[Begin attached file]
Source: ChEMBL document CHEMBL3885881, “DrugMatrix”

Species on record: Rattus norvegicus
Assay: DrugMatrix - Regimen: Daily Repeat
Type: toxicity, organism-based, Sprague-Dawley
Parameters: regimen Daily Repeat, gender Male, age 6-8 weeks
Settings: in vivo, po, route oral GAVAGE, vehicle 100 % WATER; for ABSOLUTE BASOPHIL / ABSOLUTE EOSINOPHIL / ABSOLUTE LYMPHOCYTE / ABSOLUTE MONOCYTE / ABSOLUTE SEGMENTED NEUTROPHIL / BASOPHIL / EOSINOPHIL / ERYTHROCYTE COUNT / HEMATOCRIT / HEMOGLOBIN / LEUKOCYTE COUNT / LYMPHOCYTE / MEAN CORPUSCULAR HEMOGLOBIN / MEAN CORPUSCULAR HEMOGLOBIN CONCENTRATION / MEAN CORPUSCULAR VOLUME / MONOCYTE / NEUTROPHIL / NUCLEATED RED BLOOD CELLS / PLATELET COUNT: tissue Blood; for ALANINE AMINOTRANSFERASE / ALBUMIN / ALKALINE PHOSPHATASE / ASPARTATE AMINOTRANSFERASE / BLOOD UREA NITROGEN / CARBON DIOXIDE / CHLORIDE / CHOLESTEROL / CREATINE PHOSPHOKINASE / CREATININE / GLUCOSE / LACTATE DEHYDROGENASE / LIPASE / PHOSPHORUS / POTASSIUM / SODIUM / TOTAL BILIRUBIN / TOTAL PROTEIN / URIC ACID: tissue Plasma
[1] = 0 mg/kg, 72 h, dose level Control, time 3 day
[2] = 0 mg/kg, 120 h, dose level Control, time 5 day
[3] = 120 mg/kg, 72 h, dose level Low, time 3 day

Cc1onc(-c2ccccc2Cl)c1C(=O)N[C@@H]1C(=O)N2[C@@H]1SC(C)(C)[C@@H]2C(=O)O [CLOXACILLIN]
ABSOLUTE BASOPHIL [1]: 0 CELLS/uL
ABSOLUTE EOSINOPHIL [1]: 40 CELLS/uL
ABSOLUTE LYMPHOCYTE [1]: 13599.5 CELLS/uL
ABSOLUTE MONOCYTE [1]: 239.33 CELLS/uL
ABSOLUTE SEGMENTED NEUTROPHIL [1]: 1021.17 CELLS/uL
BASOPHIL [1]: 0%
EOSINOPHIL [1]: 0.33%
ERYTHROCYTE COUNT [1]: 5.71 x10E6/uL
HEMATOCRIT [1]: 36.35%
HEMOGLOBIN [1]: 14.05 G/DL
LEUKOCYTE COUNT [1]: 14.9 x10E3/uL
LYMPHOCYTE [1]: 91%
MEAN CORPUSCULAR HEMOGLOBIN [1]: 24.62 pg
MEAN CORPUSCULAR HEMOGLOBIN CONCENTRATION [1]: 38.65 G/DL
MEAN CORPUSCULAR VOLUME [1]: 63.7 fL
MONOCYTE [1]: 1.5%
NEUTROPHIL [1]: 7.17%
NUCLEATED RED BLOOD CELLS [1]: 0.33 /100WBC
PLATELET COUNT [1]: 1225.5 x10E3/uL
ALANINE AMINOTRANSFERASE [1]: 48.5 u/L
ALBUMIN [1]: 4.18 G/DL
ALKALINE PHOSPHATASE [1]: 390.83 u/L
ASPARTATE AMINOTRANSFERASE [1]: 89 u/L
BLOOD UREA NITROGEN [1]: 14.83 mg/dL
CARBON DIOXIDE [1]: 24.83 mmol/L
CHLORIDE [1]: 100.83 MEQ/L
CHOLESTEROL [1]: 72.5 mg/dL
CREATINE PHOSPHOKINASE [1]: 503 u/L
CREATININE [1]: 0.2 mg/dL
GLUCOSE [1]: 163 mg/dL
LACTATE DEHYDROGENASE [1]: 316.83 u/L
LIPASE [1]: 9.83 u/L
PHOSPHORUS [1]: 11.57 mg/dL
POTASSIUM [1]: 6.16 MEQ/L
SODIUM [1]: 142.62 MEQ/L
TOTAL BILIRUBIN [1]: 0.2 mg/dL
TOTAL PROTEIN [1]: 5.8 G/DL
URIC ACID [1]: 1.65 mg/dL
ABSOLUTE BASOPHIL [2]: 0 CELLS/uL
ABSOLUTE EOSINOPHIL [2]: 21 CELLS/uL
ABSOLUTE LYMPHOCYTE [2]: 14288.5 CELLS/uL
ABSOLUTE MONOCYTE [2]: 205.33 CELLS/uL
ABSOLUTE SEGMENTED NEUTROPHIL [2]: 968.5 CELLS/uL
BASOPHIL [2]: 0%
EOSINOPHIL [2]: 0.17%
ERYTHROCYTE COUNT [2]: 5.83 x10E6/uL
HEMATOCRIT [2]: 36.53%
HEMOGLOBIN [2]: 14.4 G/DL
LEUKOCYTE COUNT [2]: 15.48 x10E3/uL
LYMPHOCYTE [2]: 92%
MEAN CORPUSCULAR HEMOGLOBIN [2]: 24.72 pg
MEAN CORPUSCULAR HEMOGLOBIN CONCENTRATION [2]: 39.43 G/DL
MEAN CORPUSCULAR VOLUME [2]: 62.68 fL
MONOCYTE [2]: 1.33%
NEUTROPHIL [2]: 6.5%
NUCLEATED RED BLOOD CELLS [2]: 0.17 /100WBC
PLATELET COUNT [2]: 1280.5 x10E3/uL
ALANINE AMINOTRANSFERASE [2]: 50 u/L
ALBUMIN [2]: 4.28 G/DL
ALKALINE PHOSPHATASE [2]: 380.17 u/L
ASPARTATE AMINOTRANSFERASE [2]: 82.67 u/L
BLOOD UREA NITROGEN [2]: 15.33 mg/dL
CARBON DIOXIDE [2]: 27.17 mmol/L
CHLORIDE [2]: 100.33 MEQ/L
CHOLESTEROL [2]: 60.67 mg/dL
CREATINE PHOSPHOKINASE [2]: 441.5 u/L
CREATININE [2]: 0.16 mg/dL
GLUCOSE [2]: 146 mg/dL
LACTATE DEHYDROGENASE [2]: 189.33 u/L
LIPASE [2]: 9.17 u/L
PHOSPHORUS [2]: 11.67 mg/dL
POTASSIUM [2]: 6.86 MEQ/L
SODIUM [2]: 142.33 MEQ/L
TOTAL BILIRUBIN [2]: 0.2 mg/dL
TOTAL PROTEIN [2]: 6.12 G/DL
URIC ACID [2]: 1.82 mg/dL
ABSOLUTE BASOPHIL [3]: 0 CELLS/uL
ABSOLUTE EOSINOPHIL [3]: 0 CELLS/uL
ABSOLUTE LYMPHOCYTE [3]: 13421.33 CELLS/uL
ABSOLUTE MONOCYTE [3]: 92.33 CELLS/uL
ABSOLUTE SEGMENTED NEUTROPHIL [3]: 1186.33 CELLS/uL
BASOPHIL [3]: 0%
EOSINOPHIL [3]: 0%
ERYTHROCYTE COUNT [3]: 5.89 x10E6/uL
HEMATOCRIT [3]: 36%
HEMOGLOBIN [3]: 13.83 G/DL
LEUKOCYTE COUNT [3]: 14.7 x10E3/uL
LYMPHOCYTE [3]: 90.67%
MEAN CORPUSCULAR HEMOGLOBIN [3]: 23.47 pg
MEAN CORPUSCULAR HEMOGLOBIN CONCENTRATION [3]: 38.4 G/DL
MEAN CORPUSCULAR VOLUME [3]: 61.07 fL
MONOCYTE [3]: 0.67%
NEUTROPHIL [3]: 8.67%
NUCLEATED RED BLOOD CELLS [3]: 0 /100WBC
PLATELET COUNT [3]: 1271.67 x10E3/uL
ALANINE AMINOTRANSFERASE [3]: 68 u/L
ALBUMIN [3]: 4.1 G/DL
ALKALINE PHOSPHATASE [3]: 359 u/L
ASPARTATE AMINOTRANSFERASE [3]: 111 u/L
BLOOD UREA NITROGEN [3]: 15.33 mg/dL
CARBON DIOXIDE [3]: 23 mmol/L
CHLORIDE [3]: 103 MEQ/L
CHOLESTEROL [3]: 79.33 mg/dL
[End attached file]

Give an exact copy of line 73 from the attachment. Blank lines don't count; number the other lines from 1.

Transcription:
CARBON DIOXIDE [2]: 27.17 mmol/L